Entry fees ranged from between $45 to $65 per rider, but the club has depended on sponsors and the municipality for support. City records show that the race, which brought between 400 and 600 high-level cyclists to the area for the first event on the provincially sanctioned schedule, has seen its city funding drop from a high of $15,276 in 2014 to just $7,350 last year.
“They city used to give us enough to cover the policing costs and we could actually make a little money out of the race to fund a youth program or to provide bicycles to club members and their kids,” Wilson said. “We never got an explanation as to why they decided to give us less money; I don’t know what the formula is. They keep us in the dark like mushrooms.”
In the meantime, the cost of holding the event continued to rise.
The single biggest budget item is policing, which was required to maintain rolling road restrictions along the course — a 15.9-kilometre loop south of the start-finish line at the Ancaster Fairgrounds. While the race uses only one lane (the other remains open) and the road is only restricted to vehicle traffic when riders are nearby, the city still determined that 16 police officers, two supervisors and eight cruisers were needed to keep things safe.
With officers receiving time-and-half — almost $70 an hour — and an “administration fee” of more than $2,000, the total bill in 2017 was almost $19,000. That’s an increase of more than 213 per cent since 2009.
“Every time the police get an increase in their wages, the price goes up and we’re paying them overtime, so that’s huge,” Wilson said. “We’re not the only organization in the city with this issue.”
Conor went bananas: McGregor facing charges after…
Hamilton Bulldogs start strong in Round 2 … sort…
Today in sports history
But like all good Easter stories, this one could feature a resurrection.
City Coun. Lloyd Ferguson is the chair of the police board, sits on the grant committee that doles out city funds and also represents the Ancaster ward that plays home to the race. He says he found out about the race’s cancellation — the decision was made months ago — while in a coffee shop this weekend.
“I had not heard a word from the organizers,” Ferguson said. “I’m puzzled why they call the media before they call me so I can try and help them.”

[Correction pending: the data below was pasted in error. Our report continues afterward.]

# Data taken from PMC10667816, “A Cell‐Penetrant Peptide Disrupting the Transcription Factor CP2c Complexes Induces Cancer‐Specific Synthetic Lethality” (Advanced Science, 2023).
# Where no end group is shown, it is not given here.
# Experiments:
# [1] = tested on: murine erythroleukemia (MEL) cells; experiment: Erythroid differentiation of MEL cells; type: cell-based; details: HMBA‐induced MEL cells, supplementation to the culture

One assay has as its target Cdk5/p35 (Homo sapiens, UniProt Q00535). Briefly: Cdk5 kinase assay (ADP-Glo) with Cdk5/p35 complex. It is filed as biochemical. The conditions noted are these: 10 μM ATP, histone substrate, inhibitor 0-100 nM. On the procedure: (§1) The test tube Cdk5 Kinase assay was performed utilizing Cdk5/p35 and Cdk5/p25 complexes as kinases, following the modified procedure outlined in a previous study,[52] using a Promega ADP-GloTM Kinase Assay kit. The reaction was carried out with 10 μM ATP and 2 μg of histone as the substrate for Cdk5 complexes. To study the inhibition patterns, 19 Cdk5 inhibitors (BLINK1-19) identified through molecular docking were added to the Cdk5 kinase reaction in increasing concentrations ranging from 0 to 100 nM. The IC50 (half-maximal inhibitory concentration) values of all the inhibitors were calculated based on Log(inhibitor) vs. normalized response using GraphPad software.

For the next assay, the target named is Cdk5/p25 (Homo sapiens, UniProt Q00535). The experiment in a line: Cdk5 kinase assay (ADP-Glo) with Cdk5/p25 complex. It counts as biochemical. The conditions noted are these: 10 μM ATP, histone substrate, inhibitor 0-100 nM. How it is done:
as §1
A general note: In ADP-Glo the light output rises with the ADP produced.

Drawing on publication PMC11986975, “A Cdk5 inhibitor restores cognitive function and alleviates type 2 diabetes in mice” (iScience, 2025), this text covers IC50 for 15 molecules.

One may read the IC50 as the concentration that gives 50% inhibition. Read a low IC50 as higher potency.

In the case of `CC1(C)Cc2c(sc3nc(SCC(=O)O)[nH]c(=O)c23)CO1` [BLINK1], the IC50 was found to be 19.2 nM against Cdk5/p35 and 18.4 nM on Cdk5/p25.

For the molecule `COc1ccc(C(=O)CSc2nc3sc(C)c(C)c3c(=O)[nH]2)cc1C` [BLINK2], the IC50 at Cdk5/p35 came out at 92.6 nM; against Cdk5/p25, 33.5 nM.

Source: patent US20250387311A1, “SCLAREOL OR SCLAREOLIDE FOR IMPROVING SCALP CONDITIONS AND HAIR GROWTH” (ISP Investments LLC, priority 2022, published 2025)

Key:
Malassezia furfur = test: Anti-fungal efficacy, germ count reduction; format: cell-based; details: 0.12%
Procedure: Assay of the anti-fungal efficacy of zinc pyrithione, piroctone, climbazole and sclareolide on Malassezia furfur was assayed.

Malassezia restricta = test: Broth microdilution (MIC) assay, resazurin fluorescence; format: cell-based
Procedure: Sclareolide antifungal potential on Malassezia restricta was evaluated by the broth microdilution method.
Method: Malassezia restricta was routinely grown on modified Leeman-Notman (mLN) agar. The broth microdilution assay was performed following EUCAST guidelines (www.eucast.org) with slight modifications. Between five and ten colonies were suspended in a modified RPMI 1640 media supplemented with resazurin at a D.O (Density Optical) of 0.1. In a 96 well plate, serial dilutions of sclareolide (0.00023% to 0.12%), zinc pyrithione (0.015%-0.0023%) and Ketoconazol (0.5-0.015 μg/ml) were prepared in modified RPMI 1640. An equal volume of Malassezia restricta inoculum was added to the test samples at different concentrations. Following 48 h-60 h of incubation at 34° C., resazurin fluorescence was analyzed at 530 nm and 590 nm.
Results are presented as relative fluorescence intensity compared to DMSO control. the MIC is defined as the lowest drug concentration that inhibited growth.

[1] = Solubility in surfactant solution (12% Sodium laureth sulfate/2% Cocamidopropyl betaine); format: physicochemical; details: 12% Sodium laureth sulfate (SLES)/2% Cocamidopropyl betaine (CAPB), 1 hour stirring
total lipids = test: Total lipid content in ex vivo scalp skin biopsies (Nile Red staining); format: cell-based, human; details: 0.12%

Ferguson says the city receives hundreds of grant applications and he’d be willing to investigate why the race has seen its funding decline. The policing costs, on the other hand, are a union issue and therefore difficult to mitigate.
“You can’t ask the police to give a reduction because its in the collective agreement,” he said. “We have to find a different way.”
But Ferguson says he sees value in the event, which has a long history in the city.
“Outdoor activity is always good and it’s something I’ve supported in the past and I’ll continue to support it,” he said. “Tell them to call me.”
Wilson said the club discussed approaching council, but said their experiences haven’t always been positive. It was the city that forced them to move the race from Flamborough to Ancaster in 2013 after a few area residents complained about road access, which led to an increase in costs.
“City hall is reactionary, not proactive, so sometimes you have to press the right buttons to get a reaction,” Wilson said. “But maybe Ferguson can be helpful for next year.”
905-526-2481 | @scratchingpost
The dates and events in the calendar need to be approved by the Executive March 15.
Ken & I are working on a new road race course this year within the boundaries of Hamilton – just north of Harrisburg otherwise our calendar is much as prior years.
Master riders when working out your strategy dont forget Masters are now 40 and over using a handicap system per changes to the constitution. Basically 0.6 seconds per year per km. So if your 60 your handicap for a 15km race would be 20×15 x 0.6 seconds = 180 seconds = 3 minutes versus the 40 year old.
Master A category (30-39) are now part of Seniors.